Besides the personal fulfillment that comes along with making a gift, there are also various tax benefits associated with gift-giving. As 2013 draws to a close, take a moment to consider how you can utilize gifts to further your estate planning goals.
Gifts to Friends and Family
2013 and 2014, you may give up to $14,000 per recipient per year
without affecting your gift or estate taxes. These "annual exclusion"
gifts may be made to an unlimited number of recipients, and spouses can
combine exclusions to transfer up to $28,000 per recipient per year.
Gifts in excess of the annual exclusion must be reported to the IRS on a
gift tax return, and the amount in excess of $14,000 reduces your
lifetime federal gift and estate tax exemption.
Gifts can take
many forms, including transfers of cash and real or personal property,
provision of goods and services, and payment of another's obligations.
The IRS also characterizes certain transactions as gifts, such as loans
between family members with below-market interest rates and asset sales
for bargain prices. For example, if you loan your son money but don't
charge him any interest, you've made a gift to him. Or, if you take your
daughter and son-in-law on an all-expense paid trip to Hawaii, you've
made gifts to them in the amount of the plane tickets, hotel, etc. So,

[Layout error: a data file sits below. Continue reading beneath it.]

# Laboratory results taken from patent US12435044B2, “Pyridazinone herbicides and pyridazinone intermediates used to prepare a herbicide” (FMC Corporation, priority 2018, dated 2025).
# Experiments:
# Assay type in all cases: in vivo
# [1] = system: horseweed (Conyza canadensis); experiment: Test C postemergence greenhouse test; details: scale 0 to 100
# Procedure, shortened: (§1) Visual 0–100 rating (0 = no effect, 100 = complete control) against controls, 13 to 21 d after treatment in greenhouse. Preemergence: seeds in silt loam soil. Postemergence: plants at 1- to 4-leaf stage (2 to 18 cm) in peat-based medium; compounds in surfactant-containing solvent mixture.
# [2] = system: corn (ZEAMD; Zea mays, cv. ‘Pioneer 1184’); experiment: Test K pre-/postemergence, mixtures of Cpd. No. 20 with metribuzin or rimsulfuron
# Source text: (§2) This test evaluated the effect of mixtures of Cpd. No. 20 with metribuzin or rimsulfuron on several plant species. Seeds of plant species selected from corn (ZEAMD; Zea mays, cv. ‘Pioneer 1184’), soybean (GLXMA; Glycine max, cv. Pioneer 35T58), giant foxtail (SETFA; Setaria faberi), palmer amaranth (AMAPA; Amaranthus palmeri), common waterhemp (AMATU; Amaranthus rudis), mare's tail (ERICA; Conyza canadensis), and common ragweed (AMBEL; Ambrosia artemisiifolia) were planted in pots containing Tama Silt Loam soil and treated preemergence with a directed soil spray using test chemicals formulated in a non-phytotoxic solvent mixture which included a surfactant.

before writing a $14,000 check on December 31st, consider all other
possible gifts you have made, and check with your tax advisor to
determine whether a gift tax return should be filed.
Gifts to Charity
end of each year brings with it a flurry of charitable giving activity.
As people rush to make donations to squeeze in last-minute income tax
deductions, don't overlook how charitable giving can benefit your
estate. Like gifts to friends and family, all amounts you give to a
charity during your lifetime are removed from your taxable estate. If
your estate is subject to estate tax, every dollar gifted can save you
approximately $.40 in estate tax.
Like gifts to individuals,
charitable gifts can take many forms. From direct contributions of cash
or property, to charitable trusts and annuities that allow donors to
reserve an income stream, donors have options in structuring donations.
making year-end gifts, remember that your estate planning attorney can
help you navigate the complex and ever-changing gift and estate tax
*This is general information only and not meant to apply to specific situations without consulting with a tax professional*
Written by John Christianson, Of Counsel.